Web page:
1. The plaintiff in O. S. No. 4471 of 1968 on the file of the City Civil Court, Madras, is the appellant herein. Having regard to the narrow scope of the appeal, it is not necessary for me to refer to the pleadings in detail and it is enough if I set out the material facts which will be adequate for the disposal of this appeal.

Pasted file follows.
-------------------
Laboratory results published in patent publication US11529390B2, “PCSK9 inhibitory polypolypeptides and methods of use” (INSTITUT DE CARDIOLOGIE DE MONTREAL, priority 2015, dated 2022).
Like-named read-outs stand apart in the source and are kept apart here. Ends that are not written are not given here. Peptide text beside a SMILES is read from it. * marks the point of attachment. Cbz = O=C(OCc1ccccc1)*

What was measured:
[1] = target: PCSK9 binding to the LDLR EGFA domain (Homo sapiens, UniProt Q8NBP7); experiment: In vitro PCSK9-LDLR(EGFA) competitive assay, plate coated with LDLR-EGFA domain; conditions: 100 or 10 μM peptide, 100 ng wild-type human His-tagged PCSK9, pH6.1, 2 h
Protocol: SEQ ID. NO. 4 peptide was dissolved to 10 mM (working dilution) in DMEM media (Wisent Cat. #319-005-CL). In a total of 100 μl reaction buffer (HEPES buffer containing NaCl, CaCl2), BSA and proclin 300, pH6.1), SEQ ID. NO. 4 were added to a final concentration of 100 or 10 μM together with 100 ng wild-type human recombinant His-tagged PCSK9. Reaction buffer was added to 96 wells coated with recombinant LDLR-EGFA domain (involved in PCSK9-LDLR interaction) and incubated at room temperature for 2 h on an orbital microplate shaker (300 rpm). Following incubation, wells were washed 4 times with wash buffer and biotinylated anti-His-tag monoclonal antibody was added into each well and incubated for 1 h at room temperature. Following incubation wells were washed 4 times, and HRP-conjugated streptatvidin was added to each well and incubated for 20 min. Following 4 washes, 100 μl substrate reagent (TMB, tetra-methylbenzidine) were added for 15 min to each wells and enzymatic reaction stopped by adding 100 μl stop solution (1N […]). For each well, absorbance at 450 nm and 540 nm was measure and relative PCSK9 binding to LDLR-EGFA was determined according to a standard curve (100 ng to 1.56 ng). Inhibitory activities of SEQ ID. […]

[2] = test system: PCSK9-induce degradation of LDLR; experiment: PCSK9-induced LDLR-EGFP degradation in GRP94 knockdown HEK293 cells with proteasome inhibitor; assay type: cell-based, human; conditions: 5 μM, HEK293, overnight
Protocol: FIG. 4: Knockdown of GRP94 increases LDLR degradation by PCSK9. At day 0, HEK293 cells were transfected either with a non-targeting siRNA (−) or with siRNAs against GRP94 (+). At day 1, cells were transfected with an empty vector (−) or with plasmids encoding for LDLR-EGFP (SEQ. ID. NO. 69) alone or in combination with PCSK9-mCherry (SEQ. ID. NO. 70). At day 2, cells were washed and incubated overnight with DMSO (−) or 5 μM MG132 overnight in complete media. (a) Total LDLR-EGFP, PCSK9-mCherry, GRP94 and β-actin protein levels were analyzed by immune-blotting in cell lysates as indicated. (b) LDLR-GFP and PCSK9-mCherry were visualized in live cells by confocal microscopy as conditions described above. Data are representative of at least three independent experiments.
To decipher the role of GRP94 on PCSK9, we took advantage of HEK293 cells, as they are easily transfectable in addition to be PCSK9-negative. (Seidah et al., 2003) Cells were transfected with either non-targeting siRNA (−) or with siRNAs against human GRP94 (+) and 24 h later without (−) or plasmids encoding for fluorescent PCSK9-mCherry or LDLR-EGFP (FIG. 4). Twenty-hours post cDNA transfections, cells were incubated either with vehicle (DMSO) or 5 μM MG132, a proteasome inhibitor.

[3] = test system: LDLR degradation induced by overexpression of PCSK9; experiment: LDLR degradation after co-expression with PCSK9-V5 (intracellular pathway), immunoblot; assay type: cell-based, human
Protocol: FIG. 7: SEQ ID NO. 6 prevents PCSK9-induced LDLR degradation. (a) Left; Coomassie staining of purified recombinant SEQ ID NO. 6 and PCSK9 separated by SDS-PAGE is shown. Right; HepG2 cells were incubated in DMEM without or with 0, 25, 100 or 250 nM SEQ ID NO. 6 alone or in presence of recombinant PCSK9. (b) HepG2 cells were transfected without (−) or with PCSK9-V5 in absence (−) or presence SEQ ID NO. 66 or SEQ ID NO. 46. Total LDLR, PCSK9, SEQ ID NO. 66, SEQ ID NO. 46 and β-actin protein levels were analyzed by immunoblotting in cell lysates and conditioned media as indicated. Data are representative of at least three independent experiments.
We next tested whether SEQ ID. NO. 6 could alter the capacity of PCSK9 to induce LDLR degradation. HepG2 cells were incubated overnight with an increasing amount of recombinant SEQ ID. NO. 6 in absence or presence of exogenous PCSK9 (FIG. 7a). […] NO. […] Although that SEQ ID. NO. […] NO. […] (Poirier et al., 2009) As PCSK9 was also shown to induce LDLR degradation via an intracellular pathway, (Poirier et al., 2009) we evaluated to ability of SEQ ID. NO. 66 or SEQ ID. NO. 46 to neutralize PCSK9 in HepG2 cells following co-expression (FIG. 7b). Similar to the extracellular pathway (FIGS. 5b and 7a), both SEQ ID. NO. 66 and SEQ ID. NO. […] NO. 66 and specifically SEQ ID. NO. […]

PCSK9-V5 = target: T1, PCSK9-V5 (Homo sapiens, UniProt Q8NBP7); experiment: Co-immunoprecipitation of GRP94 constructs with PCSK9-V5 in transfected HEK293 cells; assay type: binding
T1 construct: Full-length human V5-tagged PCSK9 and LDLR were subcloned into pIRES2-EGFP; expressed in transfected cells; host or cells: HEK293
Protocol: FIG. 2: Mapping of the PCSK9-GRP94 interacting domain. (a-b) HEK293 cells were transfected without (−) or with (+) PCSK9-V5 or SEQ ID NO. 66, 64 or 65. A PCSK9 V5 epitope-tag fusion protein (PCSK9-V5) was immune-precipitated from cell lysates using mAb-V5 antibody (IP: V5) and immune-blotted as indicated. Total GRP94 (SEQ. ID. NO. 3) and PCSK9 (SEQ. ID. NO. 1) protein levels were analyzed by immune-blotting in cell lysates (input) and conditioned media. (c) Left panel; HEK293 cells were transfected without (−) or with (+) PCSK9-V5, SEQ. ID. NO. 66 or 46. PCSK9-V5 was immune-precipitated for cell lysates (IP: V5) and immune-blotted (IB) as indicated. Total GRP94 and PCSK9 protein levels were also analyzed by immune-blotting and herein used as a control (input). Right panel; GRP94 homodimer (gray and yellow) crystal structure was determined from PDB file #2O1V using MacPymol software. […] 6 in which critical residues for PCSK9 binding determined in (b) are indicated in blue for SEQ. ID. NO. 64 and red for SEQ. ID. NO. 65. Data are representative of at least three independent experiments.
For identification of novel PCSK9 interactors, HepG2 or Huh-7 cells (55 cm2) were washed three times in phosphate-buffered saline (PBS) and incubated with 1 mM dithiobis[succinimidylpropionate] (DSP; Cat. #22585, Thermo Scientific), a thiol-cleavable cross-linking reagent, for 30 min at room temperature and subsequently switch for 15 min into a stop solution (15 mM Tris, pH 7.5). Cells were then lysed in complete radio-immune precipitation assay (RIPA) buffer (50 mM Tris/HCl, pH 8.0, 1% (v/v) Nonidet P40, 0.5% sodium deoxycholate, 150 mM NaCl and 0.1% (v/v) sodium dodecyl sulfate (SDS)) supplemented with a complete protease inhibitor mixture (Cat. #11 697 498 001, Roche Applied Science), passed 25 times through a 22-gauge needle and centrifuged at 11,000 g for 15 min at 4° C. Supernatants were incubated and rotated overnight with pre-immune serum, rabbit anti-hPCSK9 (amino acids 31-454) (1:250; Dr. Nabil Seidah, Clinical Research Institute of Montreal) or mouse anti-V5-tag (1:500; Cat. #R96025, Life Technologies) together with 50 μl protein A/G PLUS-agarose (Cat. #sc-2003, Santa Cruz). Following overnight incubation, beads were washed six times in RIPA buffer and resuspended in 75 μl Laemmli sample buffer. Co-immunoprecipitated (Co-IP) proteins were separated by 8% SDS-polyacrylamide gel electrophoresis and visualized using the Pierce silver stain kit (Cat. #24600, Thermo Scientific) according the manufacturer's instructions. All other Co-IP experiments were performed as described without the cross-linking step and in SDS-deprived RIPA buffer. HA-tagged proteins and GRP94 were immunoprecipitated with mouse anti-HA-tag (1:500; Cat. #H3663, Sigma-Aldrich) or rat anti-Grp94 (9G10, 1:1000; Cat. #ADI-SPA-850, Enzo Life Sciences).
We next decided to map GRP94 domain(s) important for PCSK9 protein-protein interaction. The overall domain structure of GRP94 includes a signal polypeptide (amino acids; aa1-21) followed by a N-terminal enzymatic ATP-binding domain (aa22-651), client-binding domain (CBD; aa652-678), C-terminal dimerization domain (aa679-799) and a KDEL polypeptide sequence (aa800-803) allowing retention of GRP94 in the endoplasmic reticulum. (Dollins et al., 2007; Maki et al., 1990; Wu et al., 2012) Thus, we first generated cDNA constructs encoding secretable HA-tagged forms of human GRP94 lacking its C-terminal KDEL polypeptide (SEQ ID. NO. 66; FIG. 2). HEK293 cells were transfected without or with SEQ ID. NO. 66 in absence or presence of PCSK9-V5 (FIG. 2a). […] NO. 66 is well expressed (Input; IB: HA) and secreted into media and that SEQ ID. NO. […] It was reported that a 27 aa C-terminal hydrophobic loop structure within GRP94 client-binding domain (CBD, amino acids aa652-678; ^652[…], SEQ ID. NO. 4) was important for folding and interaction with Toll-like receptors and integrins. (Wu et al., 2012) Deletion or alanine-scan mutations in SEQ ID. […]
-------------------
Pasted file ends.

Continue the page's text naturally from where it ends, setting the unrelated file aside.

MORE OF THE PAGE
2. The plaintiff-appellant and defendants Nos. 4 to 7 are the sons of one Tej Singh, The said Tej Singh was an assessee under the Income-tax Act. For the assessment year 1944-45 by an order dated December 8, 1944, the Hindu undivided family of which the said Tej Singh was the karta was assessed to a tax of Rs. 6,24,516.10, on a total income of Rs. 7,81,261. On the failure of Tej Singh to pay the tax, proceedings for recovery of the tax were initiated. Before the said proceedings were completed, Tej Singh himself died on February 2, 1965. The sons of Tej Singh including the appellant herein filed a petition before the Commissioner of Income-tax, Madras, putting forward the contention that the property which is the subject-matter of the suit, namely, No. 39, Vepery High Road, Madras, did not belong either to Tej Singh or to the joint family of which he was the karta, but belonged to the appellant and his brothers individually and that, therefore, the said property could not be proceeded against for recovery of tax due from the Hindu undivided family of which Tej Singh was the karta. As a matter of fact, it would appear that the appellant's brother, namely, the 6th defendant in the suit, had filed a writ petition, W. P. No. 2491 of 1967, before this court as evidenced by exhibit B-14 dated September 8, 1967, carbon copy of the order of this court made therein. Exhibit B-15 is a carbon copy of the order of this court dated March 24, 1968, passed in W. P. No. 1248 of 1968, filed by the appellant herein. While dismissing the former writ petition, this court stated that there was no substance in that writ petition, that what was stated was that the petitioner therein did not posses any property belonging to his deceased father who committed default and that that was a matter which he could represent to the Income-tax Officer or the Collector as the case might be and that if he still felt aggrieved, there was the Commissioner to whom he could make representation. In the latter writ petition, it was pointed out by this court that the main point that was urged was that in proceedings to recover arrears of tax due from his father, the petitioner's property had been attached and was about to be brought to sale, that it was obvious that that raised a question of title to immovable property, that it was not within the purview of a petition under Article 226 of the Constitution to have a trial on that question and that the question of title could be disposed of only after taking evidence both oral and documentary and, in the light of that, all that could be done was to file a suit. It is only on account of this view of this court, this court gave the appellant herein time to issue, a statutory notice under Section 80, Code of Civil Procedure, and thereafter, file a suit to establish his title to the property in question. It is after the disposal of the said writ petition that the appellant herein, after giving notice under Section 80, Code of Civil Procedure, filed the suit which has given rise to this appeal, praying for the relief of declarationthat the appellant is the owner of one-fifth share of the suit property and injunction restraining the second defendant, namely, the Tax Recovery Officer, Madras-34, from proceeding against the appellant for recovery of the income-tax arrears of Tej Singh. Respondents Nos. 1 to 3 alone contested the suit putting forward several defences and the case of the appellant as well as the defence put forward by respondents Nos. 1 to 3 herein are reflected in the following issues framed by the trial court :